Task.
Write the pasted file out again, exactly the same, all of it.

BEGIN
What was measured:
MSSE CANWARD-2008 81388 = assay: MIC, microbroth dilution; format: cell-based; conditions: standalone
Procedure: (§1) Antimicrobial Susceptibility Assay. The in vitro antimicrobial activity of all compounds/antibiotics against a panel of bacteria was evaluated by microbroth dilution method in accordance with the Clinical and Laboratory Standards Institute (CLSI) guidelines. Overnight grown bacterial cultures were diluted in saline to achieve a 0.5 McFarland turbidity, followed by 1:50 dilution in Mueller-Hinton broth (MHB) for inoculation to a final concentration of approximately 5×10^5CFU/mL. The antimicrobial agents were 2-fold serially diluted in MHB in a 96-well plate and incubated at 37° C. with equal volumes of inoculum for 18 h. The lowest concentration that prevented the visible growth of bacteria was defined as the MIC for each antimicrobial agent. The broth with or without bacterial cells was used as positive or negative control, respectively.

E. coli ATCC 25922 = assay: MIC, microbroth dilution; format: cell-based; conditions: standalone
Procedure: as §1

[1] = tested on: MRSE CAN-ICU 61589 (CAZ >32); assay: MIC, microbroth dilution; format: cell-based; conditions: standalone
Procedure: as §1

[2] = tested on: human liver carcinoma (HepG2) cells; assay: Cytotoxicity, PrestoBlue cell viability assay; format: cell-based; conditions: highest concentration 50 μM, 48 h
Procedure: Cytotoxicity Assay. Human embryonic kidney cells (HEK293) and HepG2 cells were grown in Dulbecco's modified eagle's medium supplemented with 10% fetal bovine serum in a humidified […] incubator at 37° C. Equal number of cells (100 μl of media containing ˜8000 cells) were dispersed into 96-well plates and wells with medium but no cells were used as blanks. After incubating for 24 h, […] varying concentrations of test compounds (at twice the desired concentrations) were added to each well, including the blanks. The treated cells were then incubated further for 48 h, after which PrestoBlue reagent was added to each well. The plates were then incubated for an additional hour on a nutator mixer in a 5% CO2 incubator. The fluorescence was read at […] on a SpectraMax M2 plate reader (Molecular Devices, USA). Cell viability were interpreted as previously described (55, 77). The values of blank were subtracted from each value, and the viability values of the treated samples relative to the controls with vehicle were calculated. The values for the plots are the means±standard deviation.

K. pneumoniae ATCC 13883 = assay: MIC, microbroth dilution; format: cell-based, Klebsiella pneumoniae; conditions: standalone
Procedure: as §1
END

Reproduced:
What was measured:
MSSE CANWARD-2008 81388 = assay: MIC, microbroth dilution; format: cell-based; conditions: standalone
Procedure: (§1) Antimicrobial Susceptibility Assay. The in vitro antimicrobial activity of all compounds/antibiotics against a panel of bacteria was evaluated by microbroth dilution method in accordance with the Clinical and Laboratory Standards Institute (CLSI) guidelines. Overnight grown bacterial cultures were diluted in saline to achieve a 0.5 McFarland turbidity, followed by 1:50 dilution in Mueller-Hinton broth (MHB) for inoculation to a final concentration of approximately 5×10^5CFU/mL. The antimicrobial agents were 2-fold serially diluted in MHB in a 96-well plate and incubated at 37° C. with equal volumes of inoculum for 18 h. The lowest concentration that prevented the visible growth of bacteria was defined as the MIC for each antimicrobial agent. The broth with or without bacterial cells was used as positive or negative control, respectively.

E. coli ATCC 25922 = assay: MIC, microbroth dilution; format: cell-based; conditions: standalone
Procedure: as §1

[1] = tested on: MRSE CAN-ICU 61589 (CAZ >32); assay: MIC, microbroth dilution; format: cell-based; conditions: standalone
Procedure: as §1

[2] = tested on: human liver carcinoma (HepG2) cells; assay: Cytotoxicity, PrestoBlue cell viability assay; format: cell-based; conditions: highest concentration 50 μM, 48 h
Procedure: Cytotoxicity Assay. Human embryonic kidney cells (HEK293) and HepG2 cells were grown in Dulbecco's modified eagle's medium supplemented with 10% fetal bovine serum in a humidified […] incubator at 37° C. Equal number of cells (100 μl of media containing ˜8000 cells) were dispersed into 96-well plates and wells with medium but no cells were used as blanks. After incubating for 24 h, […] varying concentrations of test compounds (at twice the desired concentrations) were added to each well, including the blanks. The treated cells were then incubated further for 48 h, after which PrestoBlue reagent was added to each well. The plates were then incubated for an additional hour on a nutator mixer in a 5% CO2 incubator. The fluorescence was read at […] on a SpectraMax M2 plate reader (Molecular Devices, USA). Cell viability were interpreted as previously described (55, 77). The values of blank were subtracted from each value, and the viability values of the treated samples relative to the controls with vehicle were calculated. The values for the plots are the means±standard deviation.

K. pneumoniae ATCC 13883 = assay: MIC, microbroth dilution; format: cell-based, Klebsiella pneumoniae; conditions: standalone
Procedure: as §1